Developing Corporate Social Reporting
as part of Corporate partnership
with Development Organization
Study: How to jointly develop social responsibility
in Corporate Social Reporting
Aalto PRO -study
Corporate sustainability reporting has a long history going back to environmental reporting. The
first environmental reports were published in the late 1980s by companies in the chemical industry
which had serious image problems. Non-financial reporting is a fairly recent trend which has
expanded over the last twenty years. Many companies now produce an annual sustainability report
and the number of companies reporting is increasing year-by-year. The most used standards in
sustainability reporting are the Global Reporting Initiative (GRI) guidelines and the United
Nations Global Compact (UNGC). The latter is a set of ten ethical principles that a majority of the
companies reporting agree to follow and support. GRI is the most widely used standard as more
than 4 000 organizations from over 60 countries follow it.
Plan, as the majority of the non-profit organizations, follows other principles in their reporting. As
the corporate partnerships grow to play a more important part of Plan’s strategy and funding, it is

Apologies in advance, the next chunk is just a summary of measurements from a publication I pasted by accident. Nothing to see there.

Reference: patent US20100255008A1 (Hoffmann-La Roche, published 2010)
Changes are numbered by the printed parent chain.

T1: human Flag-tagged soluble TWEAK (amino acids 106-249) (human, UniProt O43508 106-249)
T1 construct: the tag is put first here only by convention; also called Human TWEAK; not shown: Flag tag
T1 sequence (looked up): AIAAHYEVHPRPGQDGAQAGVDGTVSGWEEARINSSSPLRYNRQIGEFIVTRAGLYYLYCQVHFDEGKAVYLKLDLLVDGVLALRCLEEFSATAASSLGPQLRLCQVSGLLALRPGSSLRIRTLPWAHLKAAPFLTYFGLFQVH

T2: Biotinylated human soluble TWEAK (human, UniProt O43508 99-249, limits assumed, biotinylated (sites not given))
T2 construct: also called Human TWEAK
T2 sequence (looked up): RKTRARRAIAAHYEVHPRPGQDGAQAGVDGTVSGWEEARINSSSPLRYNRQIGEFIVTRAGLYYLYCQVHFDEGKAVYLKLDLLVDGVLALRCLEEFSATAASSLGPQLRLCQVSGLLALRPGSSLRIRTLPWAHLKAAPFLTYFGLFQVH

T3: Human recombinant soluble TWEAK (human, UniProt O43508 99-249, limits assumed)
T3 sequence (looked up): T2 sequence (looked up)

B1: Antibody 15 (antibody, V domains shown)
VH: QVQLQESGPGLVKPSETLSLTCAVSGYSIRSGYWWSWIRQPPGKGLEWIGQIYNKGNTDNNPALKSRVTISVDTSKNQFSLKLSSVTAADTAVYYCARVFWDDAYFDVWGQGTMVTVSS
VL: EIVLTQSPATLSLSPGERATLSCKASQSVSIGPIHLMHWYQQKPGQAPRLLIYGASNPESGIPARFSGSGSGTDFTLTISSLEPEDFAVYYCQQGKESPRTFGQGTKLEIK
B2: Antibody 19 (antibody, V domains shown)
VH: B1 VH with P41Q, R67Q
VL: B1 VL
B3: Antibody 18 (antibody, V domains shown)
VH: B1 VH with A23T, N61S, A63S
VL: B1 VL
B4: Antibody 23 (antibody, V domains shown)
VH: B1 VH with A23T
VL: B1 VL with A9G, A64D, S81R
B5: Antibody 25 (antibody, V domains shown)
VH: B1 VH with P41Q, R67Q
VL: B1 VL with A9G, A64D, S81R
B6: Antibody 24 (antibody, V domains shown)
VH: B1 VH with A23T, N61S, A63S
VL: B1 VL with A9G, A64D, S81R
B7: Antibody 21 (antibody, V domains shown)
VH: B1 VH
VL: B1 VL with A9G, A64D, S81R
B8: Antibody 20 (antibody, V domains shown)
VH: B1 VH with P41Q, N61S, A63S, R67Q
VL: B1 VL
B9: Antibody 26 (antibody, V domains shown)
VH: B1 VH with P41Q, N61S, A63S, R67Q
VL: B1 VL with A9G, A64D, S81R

crucial to understand the needs for company decision making and the link between business
performance and social value creation.
In order to have the cooperation to benefit both parties in a maximal way, the reporting principles
need to be clear, measurable and relevant. Companies need to be able to measure the effects of
their investment and the progress also in social value creation and verify the economic value for
the business of actions taken.
"Business must find a way to engage positively in society, but this will not happen as long as it
sees its social agenda as separate from its core business agenda."
Michael Porter, Professor at Harvard Business School.
Purpose with the study
Purpose with the study was to study the reporting principles and the different social key
performance indicators (KPIs) that the cooperation companies use, with focus on the social part of
reporting, and compare the information found with the logical framework – the report and
measurement Plan produces – to find KPIs that can eventually benefit companies in their reporting.
To get to the very point with the questions raised, the findings of the desktop study were discussed
with a number of decision makers of Plan’s corporate partnership organizations. In addition, three
key professionals from consulting and academic world were interviewed about their view on the
current status and way forward with the CSR reporting in Finland and wider in EU and globally.
What was found out?
Social indicators are still very much absent in the CSR reporting of Finnish companies. The
indicators shown in this section of the report refer mostly to employee welfare and working
conditions factors, not community support or training and educational indicators outside of the own
The companies interviewed were willing to discuss further about using Plan’s KPIs to support their
reporting and in measuring the effects of actions made – but, as one company representative said,
the reporting needs of a non-profit organization differ radically of the corporate needs. The